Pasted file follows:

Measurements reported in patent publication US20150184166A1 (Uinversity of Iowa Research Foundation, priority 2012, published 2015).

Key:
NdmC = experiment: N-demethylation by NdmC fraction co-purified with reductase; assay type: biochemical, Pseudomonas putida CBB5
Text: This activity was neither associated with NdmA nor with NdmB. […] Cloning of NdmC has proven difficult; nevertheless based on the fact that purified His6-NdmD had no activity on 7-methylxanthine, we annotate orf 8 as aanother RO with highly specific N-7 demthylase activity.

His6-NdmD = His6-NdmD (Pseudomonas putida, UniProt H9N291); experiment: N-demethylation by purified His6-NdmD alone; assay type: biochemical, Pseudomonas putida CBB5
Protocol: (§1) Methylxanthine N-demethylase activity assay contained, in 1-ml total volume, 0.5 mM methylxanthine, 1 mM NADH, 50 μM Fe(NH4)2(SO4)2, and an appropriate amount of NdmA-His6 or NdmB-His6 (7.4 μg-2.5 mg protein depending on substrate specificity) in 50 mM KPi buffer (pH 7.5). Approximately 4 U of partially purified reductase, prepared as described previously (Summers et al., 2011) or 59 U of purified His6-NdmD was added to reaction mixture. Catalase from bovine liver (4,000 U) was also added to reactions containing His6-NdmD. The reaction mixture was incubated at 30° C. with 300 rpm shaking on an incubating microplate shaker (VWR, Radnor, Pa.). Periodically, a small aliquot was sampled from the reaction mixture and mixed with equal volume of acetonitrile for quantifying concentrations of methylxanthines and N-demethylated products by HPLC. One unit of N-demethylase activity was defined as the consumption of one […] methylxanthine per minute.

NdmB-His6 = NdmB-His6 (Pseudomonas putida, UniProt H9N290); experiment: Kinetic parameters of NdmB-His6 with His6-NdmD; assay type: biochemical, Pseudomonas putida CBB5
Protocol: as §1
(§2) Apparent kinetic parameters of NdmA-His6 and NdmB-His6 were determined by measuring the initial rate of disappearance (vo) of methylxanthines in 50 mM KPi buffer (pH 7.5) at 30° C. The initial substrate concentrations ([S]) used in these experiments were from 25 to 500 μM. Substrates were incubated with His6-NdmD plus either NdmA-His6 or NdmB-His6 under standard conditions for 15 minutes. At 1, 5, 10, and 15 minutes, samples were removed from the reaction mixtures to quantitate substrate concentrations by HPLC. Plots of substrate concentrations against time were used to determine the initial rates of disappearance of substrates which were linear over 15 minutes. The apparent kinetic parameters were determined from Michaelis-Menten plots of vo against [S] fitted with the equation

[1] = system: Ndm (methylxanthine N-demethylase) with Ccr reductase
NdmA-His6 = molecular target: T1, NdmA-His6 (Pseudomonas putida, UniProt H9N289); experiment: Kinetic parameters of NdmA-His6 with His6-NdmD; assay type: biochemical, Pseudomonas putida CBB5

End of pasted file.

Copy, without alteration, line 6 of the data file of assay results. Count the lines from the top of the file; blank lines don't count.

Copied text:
Protocol: (§1) Methylxanthine N-demethylase activity assay contained, in 1-ml total volume, 0.5 mM methylxanthine, 1 mM NADH, 50 μM Fe(NH4)2(SO4)2, and an appropriate amount of NdmA-His6 or NdmB-His6 (7.4 μg-2.5 mg protein depending on substrate specificity) in 50 mM KPi buffer (pH 7.5). Approximately 4 U of partially purified reductase, prepared as described previously (Summers et al., 2011) or 59 U of purified His6-NdmD was added to reaction mixture. Catalase from bovine liver (4,000 U) was also added to reactions containing His6-NdmD. The reaction mixture was incubated at 30° C. with 300 rpm shaking on an incubating microplate shaker (VWR, Radnor, Pa.). Periodically, a small aliquot was sampled from the reaction mixture and mixed with equal volume of acetonitrile for quantifying concentrations of methylxanthines and N-demethylated products by HPLC. One unit of N-demethylase activity was defined as the consumption of one […] methylxanthine per minute.